This condition is a very common cause of growths that cause pain in the foot. They occur frequently on the bottom of the feet but can also be seen on the top and side of the foot. By definition, they are an accumulation of fluid in the upper layer of skin, known as the epidermis.
These lesions can have clear fluid within them, or they may also contain blood or pus.
In the foot at least, the primary cause is friction. The most common cause is a poor fitting shoe combined with an activity that creates excessive friction on a certain part of the foot.
You can also develop blisters from skin conditions such as eczema, athletes foot, allergic reactions and bacterial infections.
In addition they can occur from burns, both heat and chemical burns.
Moist feet will increase friction.
From the excessive friction the upper layer of skin, the epidermis, separates from the middle layer of skin, the dermis. Fluid fills in and the blister is formed. Initially the lesion is formed to actually protect an area but more often than not, on the foot the growth will begin to hurt.
When these lesions are found on the tops of the toes they are usually the result of hammertoes where they create friction between the tops of the toes and shoes, usually dressier type shoes that do not allow enough room for the hammertoe deformity. Wearing a boxier shoe goes a long way in reducing these growths on the tops of the toes.
A typical scenario that plays out in my practice is an athlete such as a runner or tennis player that has been doing a lot of his sport in hot sticky weather. The excess friction of the sport combined with the wetness of the foot allows easy formation of the blisters. Generally the size and location of these growths will determine the amount of pain.
Another scenario is one where a person, usually a woman, wears a shoe that just does not properly fit the foot. This creates pressure points and many times these pressure points will end up blistering.
The last example is someone who presents to the office with an eczema or athletes foot eruption. These lesions generally do not hurt but are just part of the overall presentation of the affected skin.
Note the blisters on the toes in the picture below.
Some hurt, others do not, so symptoms can vary. I have had patients who first realized they had a blister simply because the bottom of their foot felt wet. Others will only realize they have one because they have noticed blood or pus on their sock. Others will realize they have this problem simply because they inspected their feet.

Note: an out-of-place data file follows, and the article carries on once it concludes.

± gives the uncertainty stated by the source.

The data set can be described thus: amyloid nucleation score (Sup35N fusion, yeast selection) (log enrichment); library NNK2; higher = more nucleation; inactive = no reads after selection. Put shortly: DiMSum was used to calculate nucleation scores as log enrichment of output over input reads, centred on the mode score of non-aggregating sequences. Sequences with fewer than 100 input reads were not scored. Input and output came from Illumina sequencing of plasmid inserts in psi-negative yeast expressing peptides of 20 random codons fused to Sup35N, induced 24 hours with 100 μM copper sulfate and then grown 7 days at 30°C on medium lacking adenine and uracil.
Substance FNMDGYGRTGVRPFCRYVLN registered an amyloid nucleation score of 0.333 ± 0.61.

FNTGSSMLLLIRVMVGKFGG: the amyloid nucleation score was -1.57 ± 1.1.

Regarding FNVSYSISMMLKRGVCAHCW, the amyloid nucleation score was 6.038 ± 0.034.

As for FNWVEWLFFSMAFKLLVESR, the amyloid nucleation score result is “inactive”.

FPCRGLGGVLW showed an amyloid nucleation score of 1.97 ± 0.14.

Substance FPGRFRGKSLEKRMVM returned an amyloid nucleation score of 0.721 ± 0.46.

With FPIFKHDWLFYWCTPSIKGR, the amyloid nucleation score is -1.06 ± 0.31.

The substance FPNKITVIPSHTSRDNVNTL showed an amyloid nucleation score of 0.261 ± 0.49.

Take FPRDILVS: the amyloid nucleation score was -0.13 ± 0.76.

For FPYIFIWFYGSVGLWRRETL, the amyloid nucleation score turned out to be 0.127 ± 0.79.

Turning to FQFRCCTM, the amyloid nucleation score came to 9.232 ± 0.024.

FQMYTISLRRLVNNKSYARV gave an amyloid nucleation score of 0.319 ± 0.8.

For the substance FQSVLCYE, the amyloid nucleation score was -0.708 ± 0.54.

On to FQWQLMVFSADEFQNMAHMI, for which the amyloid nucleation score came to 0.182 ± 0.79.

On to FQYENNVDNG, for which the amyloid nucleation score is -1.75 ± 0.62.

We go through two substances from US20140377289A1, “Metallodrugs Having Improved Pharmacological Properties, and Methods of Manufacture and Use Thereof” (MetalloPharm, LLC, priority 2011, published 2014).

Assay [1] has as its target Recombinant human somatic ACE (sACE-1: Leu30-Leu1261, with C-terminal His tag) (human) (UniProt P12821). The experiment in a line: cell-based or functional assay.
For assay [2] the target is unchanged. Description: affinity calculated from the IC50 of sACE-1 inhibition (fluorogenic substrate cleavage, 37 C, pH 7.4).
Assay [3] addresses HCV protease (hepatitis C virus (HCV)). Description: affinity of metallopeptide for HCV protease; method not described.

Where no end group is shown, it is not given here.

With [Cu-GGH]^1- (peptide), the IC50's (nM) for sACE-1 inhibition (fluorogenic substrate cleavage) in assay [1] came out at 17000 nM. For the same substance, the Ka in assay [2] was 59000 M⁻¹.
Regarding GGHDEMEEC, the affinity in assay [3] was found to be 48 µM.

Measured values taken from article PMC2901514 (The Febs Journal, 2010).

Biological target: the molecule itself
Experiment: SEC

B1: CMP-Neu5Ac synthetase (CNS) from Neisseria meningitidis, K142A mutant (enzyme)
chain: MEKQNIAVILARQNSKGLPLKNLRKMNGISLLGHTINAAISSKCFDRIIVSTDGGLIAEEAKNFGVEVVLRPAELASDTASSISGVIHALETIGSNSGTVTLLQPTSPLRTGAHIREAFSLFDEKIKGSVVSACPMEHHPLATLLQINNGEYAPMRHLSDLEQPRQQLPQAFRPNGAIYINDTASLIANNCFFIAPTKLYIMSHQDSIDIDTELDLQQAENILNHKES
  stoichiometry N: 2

This is one of the easiest conditions to diagnose since almost everyone has had a blister somewhere on their body at one time or another. The reason for its occurrence can be a whole another issue. If the proper cause of the formation is not identified, the growth will continue to recur.
In a normal healthy individual who has good circulation and is not diabetic, pustule formation is a minor problem. The key to treating these lesions and those occurring anywhere else, that are going to be further subjected to friction, is to drain the growth without removing the top portion of it. This works primarily for the friction type. Blisters occurring for other reasons should be evaluated by a doctor.
The best way to do this:
If during these few days you start to notice an increase in pain and the surrounding area appears to be getting more red in color, perhaps oozing a bit, there is a good chance the area is infected. At this point you should see a doctor for further treatment.
Generally blisters are a minor problem. However, this can change in certain circumstances. If you happen to be diabetic, have poor circulation, or suffer from any major debilitating disease you must be careful. In these instances the prudent move would be to see a foot specialist and let he or she take care of it.
Additionally, most friction blisters occur as one or possibly two lesions. If you find yourself developing multiple lesions for no explainable reason; if they itch and there is scaling in the area, more than likely you have a fungal infection or eczema. In these instances a visit to a foot specialist is warranted as it will require professional treatment.
For those of you prone to forming friction blisters there are a few things you can do. The first is obvious; make sure your shoes are not too tight. Even if they seem to fit fine check the inside of the shoe for stitching that may aggravate certain parts of the foot.
Additionally, since moisture (perspiration) increases the likelihood of this problem, keeping your feet and socks dry will go a long way in reducing recurrence. Using drying agents on your feet such Drysol or Bromilotion (Gordon Labs) will help.
If this problem routinely forms on the bottom of the foot, sometimes adding an orthotic with a Spenco topcover will reduce the friction. For more information on blisters and orthotics, click here.
Other tricks for treating this condition include wearing two pair of thin cotton socks with a little powder between them. This too will reduce the friction on the bottom of the feet.
Lastly, sometimes toughening up the skin in certain prone areas will reduce recurrence. This can be accomplished by applying tincture of benzoin liquid (not the spray; too messy) to the area, let it dry for a minute or so. It will become “tacky”. Then take any dry skin lotion and rub it into the sticky area. Do this on a regular basis and the skin should become hard enough that it will stop blistering. Do not do this while you have an active blister; do this on healed skin.
American Academy of Dermatology
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